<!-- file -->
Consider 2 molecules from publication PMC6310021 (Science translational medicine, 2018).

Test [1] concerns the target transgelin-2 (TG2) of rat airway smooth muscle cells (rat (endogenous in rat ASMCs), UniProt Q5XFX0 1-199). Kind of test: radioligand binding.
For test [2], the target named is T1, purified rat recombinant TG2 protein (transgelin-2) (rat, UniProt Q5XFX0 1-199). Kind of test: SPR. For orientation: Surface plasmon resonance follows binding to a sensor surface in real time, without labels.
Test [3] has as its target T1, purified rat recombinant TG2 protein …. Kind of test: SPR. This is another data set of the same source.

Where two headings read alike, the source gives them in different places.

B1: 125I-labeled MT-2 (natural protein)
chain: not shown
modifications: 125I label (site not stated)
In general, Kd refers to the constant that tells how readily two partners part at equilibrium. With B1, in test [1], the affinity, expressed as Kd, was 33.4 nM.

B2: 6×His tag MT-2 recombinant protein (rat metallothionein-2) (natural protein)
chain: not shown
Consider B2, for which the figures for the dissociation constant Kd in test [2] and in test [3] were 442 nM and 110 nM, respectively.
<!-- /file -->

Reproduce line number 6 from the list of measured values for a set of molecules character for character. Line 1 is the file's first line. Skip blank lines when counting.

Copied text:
B1: 125I-labeled MT-2 (natural protein)